Strenuous exercise, anxiety, stress and excess heat can cause heavy breathing in cats but it should resolve itself after a few minutes or rest. However, unlike canines, felines are not prone to panting and heavy breathing and could be a symptom of an underlying health problem like cardiovascular disease.
Be observant and monitor your cat’s wellness because early detection could be the difference between life and death. If you notice your cat breathing heavy or see other symptoms, you should consider consulting your veterinarian if it continues for a long time and appears out of the ordinary.
Causes of Heavy Breathing Cat
Heavy breathing could be a symptom of a serious underlying illness/ injury or it could be as a result of a single event. The most common causes include:
Diseases such as feline asthma, pulmonary oedema and pneumonia can cause heavy breathing in cats. These diseases impair the ability to get oxygen into the bloodstream hence the cat breaths heavily more rapidly to compensate for the inadequate oxygen in the bloodstream.
Pulmonary oedema is the most common cause of heavy breathing in cats. Fluid buildup within the lungs is mainly caused by heart failure due to cardiomyopathy (enlargement of the heart) but it can also be as a result of a ruptured thoracic duct, choking, cancer, electrocution, near drowning or other systematic diseases. Pleural effusion is fluid build- up at the pleural space, it is caused by pyothorax, chylothorax, feline infectious peritonitis (FIP), cancer and heart failure. It makes the lungs not to inflate properly.
Heavy breathing is a symptom of trauma. A fall or blunt force trauma or pain, stress or shock as a result of a traumatic event can cause heavy breathing in cats.
Brachycephaly (short skull)
Cats with snubbed noses and squashed faces experience a lot of health issues including breathing difficulties, elongation of the soft palate, and closed nostrils. A cat with a short skull lacks room to fit all the requirements needed for normal breathing. Tear stains can be noticed on the faces of brachycephatic cats.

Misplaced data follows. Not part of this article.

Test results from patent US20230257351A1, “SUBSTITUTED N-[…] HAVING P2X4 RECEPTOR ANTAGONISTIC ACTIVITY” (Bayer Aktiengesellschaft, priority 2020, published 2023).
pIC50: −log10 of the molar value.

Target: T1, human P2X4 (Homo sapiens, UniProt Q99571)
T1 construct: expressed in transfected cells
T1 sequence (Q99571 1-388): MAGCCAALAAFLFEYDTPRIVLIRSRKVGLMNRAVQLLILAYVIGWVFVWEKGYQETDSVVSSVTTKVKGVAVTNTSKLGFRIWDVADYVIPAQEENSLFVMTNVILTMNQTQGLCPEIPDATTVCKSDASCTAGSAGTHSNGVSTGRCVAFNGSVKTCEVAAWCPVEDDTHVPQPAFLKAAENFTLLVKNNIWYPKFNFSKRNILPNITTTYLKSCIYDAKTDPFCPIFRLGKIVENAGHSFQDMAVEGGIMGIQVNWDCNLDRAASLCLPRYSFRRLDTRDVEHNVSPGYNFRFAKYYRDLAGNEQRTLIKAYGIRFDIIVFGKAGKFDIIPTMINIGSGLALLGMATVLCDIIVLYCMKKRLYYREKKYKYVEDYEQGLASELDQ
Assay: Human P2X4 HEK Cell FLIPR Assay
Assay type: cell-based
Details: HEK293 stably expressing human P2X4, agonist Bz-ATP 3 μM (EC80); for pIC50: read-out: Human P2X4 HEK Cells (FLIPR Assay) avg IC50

Obese cats experience numerous health problems ranging from acute to chronic illnesses. Difficulty in breathing is one of these health issues. Obesity leads to decreased lung capacity, excess fat build-up and also weakened muscles. All these results in doing more work in order to get enough oxygen to the lungs.
Although it is rare, cats can get heartworm. Heavy breathing is a symptom of heartworm and this disease can be fatal. To be on the safe side, give your cat a monthly heartworm preventative medication.
Other causes of heavy breathing include pulmonary diseases, airway obstruction, and chest/ throat tumours.
Symptoms of Heavy Breathing Cat
When a cat is breathing normally, its chest should make small movements. If the stomach and chest make rapid rising and falling movements when your cat breaths, it could be an indication of laboured breathing.
Some of the other indicators of heavy breathing are:
- Open mouth breathing.
- Lack of energy.
- Lowered head with the neck and body extended forward.
- Blue-tinged tongue, lips or nose.
- Coughing and gagging.
- Rapid rising and falling of stomach/chest
Diagnosis and Treatment of Heavy Breathing Cat
As soon as you suspect your cat is experiencing some difficulty in breathing or you notice the symptoms, get in touch with your veterinarian. A vet will carry out a couple of tests to determine the underlying causes. Blood work, urinalysis and other exams might be conducted.
A comprehensive physical and medical history will help the vet narrow down the potential causes. Monitor the progression of the symptoms as this information will be helpful to your vet. Information on injuries your cat might have suffered will help identify the potential trauma that would be making your cat breath heavy.
The blood work is used to test the presence of any infections. Preliminary results from the blood work, physical examination and review of the symptoms may pave way for more examinations like chest x-rays or ultrasounds in order to arrive at a conclusive diagnosis. These tests help to identify foreign objects, fluid build-up or potential tumours. To get the best images, your cat will need to remain calm and still. Some cats may need to be sedated.
The treatment for heavy breathing cat is tailored to the cause. In the case of an infection or pneumonia the vet will prescribe heavy antibiotics and in most cases, the cat will be admitted in hospital for further observation and round the clock care. The cat will receive fluids, oxygen and IV to help nurse her back to health. Pulmonary oedema is treated with diuretic medication and oxygen while pleural effusion will need to be drained to re-inflate the lungs.
Trauma-related injuries without bone fracture, require pain medication. You will be able to take your cat home in such a case but make sure you provide a safe, quiet and warm recovery environment. When the cause is allergies, antihistamines are the appropriate remedy.